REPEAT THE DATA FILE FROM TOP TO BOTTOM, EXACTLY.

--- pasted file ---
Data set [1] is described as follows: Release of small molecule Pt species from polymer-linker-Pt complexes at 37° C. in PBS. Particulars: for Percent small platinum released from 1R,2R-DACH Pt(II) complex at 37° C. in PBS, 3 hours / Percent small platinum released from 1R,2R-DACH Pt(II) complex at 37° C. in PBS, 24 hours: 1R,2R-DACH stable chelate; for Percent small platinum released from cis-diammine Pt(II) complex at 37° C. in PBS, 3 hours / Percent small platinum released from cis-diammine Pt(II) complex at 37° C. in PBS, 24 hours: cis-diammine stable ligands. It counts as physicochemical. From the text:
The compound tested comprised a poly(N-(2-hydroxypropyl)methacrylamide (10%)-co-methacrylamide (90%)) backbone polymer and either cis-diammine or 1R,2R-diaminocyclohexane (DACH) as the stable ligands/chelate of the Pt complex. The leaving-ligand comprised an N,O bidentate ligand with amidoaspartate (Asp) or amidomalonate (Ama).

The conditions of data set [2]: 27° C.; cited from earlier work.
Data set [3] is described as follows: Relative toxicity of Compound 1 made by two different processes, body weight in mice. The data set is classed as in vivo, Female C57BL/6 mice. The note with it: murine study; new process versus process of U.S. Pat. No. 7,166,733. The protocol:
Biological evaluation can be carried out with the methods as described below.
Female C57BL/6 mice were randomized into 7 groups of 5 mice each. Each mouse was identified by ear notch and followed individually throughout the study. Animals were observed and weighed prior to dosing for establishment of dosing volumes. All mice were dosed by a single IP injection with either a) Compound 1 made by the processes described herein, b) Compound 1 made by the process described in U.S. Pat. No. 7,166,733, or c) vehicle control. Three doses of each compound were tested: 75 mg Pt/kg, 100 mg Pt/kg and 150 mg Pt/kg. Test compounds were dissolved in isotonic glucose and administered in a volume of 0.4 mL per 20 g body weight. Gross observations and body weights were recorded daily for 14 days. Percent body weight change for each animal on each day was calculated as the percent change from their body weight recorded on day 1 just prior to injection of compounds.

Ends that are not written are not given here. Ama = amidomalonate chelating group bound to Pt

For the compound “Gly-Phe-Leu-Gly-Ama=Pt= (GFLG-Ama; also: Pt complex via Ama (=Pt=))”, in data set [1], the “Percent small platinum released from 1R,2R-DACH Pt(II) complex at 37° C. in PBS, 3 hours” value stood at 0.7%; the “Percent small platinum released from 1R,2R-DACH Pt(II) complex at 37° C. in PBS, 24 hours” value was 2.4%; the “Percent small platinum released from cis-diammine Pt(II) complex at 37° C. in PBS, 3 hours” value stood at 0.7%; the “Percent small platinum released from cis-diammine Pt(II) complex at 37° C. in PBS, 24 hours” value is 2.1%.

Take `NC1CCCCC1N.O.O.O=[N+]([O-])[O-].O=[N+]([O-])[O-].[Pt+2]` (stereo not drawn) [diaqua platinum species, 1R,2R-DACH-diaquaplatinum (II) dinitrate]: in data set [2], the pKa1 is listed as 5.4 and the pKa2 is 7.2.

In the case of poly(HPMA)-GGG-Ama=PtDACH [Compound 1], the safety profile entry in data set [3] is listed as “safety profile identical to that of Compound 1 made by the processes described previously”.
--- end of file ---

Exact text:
Data set [1] is described as follows: Release of small molecule Pt species from polymer-linker-Pt complexes at 37° C. in PBS. Particulars: for Percent small platinum released from 1R,2R-DACH Pt(II) complex at 37° C. in PBS, 3 hours / Percent small platinum released from 1R,2R-DACH Pt(II) complex at 37° C. in PBS, 24 hours: 1R,2R-DACH stable chelate; for Percent small platinum released from cis-diammine Pt(II) complex at 37° C. in PBS, 3 hours / Percent small platinum released from cis-diammine Pt(II) complex at 37° C. in PBS, 24 hours: cis-diammine stable ligands. It counts as physicochemical. From the text:
The compound tested comprised a poly(N-(2-hydroxypropyl)methacrylamide (10%)-co-methacrylamide (90%)) backbone polymer and either cis-diammine or 1R,2R-diaminocyclohexane (DACH) as the stable ligands/chelate of the Pt complex. The leaving-ligand comprised an N,O bidentate ligand with amidoaspartate (Asp) or amidomalonate (Ama).

The conditions of data set [2]: 27° C.; cited from earlier work.
Data set [3] is described as follows: Relative toxicity of Compound 1 made by two different processes, body weight in mice. The data set is classed as in vivo, Female C57BL/6 mice. The note with it: murine study; new process versus process of U.S. Pat. No. 7,166,733. The protocol:
Biological evaluation can be carried out with the methods as described below.
Female C57BL/6 mice were randomized into 7 groups of 5 mice each. Each mouse was identified by ear notch and followed individually throughout the study. Animals were observed and weighed prior to dosing for establishment of dosing volumes. All mice were dosed by a single IP injection with either a) Compound 1 made by the processes described herein, b) Compound 1 made by the process described in U.S. Pat. No. 7,166,733, or c) vehicle control. Three doses of each compound were tested: 75 mg Pt/kg, 100 mg Pt/kg and 150 mg Pt/kg. Test compounds were dissolved in isotonic glucose and administered in a volume of 0.4 mL per 20 g body weight. Gross observations and body weights were recorded daily for 14 days. Percent body weight change for each animal on each day was calculated as the percent change from their body weight recorded on day 1 just prior to injection of compounds.

Ends that are not written are not given here. Ama = amidomalonate chelating group bound to Pt

For the compound “Gly-Phe-Leu-Gly-Ama=Pt= (GFLG-Ama; also: Pt complex via Ama (=Pt=))”, in data set [1], the “Percent small platinum released from 1R,2R-DACH Pt(II) complex at 37° C. in PBS, 3 hours” value stood at 0.7%; the “Percent small platinum released from 1R,2R-DACH Pt(II) complex at 37° C. in PBS, 24 hours” value was 2.4%; the “Percent small platinum released from cis-diammine Pt(II) complex at 37° C. in PBS, 3 hours” value stood at 0.7%; the “Percent small platinum released from cis-diammine Pt(II) complex at 37° C. in PBS, 24 hours” value is 2.1%.

Take `NC1CCCCC1N.O.O.O=[N+]([O-])[O-].O=[N+]([O-])[O-].[Pt+2]` (stereo not drawn) [diaqua platinum species, 1R,2R-DACH-diaquaplatinum (II) dinitrate]: in data set [2], the pKa1 is listed as 5.4 and the pKa2 is 7.2.

In the case of poly(HPMA)-GGG-Ama=PtDACH [Compound 1], the safety profile entry in data set [3] is listed as “safety profile identical to that of Compound 1 made by the processes described previously”.